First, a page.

ATDynamics is trying to get Canadian rule-makers to relax the current restrictions the company says prevent the widespread use of trailer tails.
TORONTO, Ont. — Canadian trucking companies and US carriers that operate here could save $2.2 billion in fuel over a 10-year period if Canadian regulators would ease restrictions on trailer tails.
That was the message Andrew Smith, CEO of ATDynamics brought to the Council of Ministers Responsible for Transportation and Highway Safety’s Task Force on Vehicle Weights and Dimensions Policy during a national meeting here yesterday.
In an interview with Trucknews.com following the meeting, Smith said current Canadian regulations are ineffective, since they allow aerodynamic devices to extend just two feet off the rear of the trailer. Canadian officials have expressed concern about the devices, and particularly the carnage they could impose on a passenger vehicle in the event of a rear-end collision.
Those concerns prompted ATDynamics to go back to the drawing board and redesign the original aluminum honeycomb trailer tail it introduced in 2008. Just weeks ago, the company came out with its ‘next generation’ TrailerTail 2011 which is a “non-rigid” design that collapses on impact without damaging so much as a car windshield at highway speeds.
Smith said the new design actually improves highway safety, since it causes motorists to stay further behind the steel rear frame of the trailer while travelling down the highway and as a bonus it reduces road spray, improving visibility.
“It’s a safety-enhancing piece of equipment,” Smith said. “We believe that over the next year, there’s the right momentum to get the regulations modified to allow non-rigid trailer tails in Canada.”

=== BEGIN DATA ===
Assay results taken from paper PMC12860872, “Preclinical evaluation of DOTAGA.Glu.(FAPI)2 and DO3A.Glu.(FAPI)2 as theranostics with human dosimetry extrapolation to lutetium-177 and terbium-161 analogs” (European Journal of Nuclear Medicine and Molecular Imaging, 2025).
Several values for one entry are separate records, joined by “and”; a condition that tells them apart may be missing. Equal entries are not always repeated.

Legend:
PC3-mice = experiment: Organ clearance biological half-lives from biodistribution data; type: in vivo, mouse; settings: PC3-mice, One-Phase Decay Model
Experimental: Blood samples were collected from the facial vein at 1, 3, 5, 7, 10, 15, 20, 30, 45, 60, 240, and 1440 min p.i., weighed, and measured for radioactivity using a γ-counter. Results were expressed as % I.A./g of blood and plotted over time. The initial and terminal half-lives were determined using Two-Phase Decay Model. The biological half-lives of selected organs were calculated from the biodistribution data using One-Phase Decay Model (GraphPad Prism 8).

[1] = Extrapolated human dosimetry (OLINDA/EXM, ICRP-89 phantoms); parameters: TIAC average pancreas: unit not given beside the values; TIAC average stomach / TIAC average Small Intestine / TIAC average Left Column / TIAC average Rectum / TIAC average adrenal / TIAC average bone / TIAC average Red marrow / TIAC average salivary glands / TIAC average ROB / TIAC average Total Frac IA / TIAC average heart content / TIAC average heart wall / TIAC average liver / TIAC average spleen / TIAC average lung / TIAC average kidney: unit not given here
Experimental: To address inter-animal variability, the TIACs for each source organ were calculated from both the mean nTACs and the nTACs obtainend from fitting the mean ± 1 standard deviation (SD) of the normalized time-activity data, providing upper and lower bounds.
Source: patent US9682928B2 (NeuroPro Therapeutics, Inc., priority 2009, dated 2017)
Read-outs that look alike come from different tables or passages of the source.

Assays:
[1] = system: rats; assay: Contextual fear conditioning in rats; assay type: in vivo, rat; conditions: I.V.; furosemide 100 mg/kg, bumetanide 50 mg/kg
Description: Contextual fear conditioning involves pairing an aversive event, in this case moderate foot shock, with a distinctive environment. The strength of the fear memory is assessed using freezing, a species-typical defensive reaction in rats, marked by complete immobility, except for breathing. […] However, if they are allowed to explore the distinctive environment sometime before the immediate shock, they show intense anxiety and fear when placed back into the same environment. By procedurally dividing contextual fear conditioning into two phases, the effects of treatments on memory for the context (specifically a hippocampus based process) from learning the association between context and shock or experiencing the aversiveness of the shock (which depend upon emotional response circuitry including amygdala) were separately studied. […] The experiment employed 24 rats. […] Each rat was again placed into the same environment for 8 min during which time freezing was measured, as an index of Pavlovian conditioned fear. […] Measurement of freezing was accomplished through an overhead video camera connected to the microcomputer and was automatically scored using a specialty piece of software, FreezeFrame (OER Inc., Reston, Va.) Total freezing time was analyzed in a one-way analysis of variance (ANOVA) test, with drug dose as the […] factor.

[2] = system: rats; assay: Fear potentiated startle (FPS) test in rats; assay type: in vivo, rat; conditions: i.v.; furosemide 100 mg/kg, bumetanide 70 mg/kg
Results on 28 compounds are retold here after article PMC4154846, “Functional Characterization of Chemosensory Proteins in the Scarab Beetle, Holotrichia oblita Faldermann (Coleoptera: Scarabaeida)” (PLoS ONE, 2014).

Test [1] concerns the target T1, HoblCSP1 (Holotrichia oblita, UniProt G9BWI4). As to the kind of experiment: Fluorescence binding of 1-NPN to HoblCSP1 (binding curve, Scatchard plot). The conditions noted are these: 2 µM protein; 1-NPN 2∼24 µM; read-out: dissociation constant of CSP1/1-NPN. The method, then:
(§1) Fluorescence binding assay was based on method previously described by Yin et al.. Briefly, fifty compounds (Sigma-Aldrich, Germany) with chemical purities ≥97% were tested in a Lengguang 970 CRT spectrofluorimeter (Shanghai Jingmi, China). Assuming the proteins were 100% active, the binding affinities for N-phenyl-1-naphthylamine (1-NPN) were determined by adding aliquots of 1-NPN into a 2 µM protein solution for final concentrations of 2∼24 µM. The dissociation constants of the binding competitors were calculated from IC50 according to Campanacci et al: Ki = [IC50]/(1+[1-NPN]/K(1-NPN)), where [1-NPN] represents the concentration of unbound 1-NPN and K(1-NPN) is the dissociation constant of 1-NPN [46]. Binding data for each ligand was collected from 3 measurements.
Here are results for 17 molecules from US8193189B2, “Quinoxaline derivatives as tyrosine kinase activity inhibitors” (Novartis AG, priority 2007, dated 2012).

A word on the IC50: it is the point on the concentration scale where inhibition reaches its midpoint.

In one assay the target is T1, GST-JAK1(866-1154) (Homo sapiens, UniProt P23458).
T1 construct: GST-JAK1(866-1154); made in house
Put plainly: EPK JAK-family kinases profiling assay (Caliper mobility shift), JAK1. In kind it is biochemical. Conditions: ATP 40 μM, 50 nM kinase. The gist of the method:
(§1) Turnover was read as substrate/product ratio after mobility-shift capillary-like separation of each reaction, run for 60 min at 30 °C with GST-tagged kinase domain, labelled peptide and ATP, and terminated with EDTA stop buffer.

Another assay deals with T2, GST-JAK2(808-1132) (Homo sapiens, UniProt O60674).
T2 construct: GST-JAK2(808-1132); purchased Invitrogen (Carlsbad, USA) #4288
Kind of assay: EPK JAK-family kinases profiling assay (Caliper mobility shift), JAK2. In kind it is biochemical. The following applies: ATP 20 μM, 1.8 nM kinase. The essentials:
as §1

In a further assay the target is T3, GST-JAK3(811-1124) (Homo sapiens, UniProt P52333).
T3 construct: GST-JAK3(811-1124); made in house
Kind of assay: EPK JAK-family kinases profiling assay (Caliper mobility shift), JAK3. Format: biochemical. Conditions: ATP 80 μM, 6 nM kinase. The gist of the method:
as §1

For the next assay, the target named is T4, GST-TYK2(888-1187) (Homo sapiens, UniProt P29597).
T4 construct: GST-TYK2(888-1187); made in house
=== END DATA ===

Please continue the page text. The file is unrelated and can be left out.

Some Canadian fleets aren’t willing to wait, he told Trucknews.com. Without dropping names, Smith said about six Canadian fleets have committed to deploying the new trailer tails by the first quarter of 2011 – they’ll simply have to close the tails while travelling in Canada. Collapsing the fairings is a one-man job that takes just four seconds, Smith noted. So why the sudden interest in trailer tails?
Smith said independent SAE Type II tests have shown they can save fuel by 6.6% at 65 mph all on their own. When combined with trailer side fairings, a savings of 9-12% can be achieved.
“Any high-mileage fleet that wants to be highly-profitable should have both tails and skirts,” Smith said.
While the trailer side skirt market is cluttered with providers, ATDynamics is the furthest ahead (and the first to get DoT-approved, Smith noted) in developing and implementing trailer tails. It has partnered with Canadian side skirt provider Transtex Composites to offer a complete trailer fairing solution. The trailer tails on their own cost about $2,000 and installation is about a two-hour job for two experienced installers, however a new record was recently set with installation taking two guys just 32 minutes, Smith said.
In the US, where trailer tails are allowed without restriction, there are still less than 1,000 systems on the road but that’s about to change rapidly, after US mega-fleet Mesilla Valley Transportation inked a deal to retrofit all 3,500 of its trailers with ATDynamics’ new TrailerTail 2011 system. Currently, Mesilla Valley is retrofitting 10-14 trailers a day, Smith said.
“They’re trying to get them out there as fast as possible,” he said.
The hardware is constructed of stainless steel and able to hold up to harsh Canadian weather, Smith said. They’re compatible with all makes of van and reefer trailers (including drop decks) but they’re not yet available from the factory, something Smith said will soon change.
Having adequately addressed the safety concerns of Canadian rule-makers, Smith is optimistic the stage is set for the more widespread use of the fuel-saving device here in Canada.
“Over the next year, I think a handful of provinces will take the lead to provide exemptions for the technology, eventually resulting in a national upgrading of the regulatory framework,” Smith predicted, although he admitted overcoming government roadblocks in Canada is a challenge. “It took us eight months in the US (to get approved) and now we’re on to three years here, so I’m hoping we can turn the corner here.”
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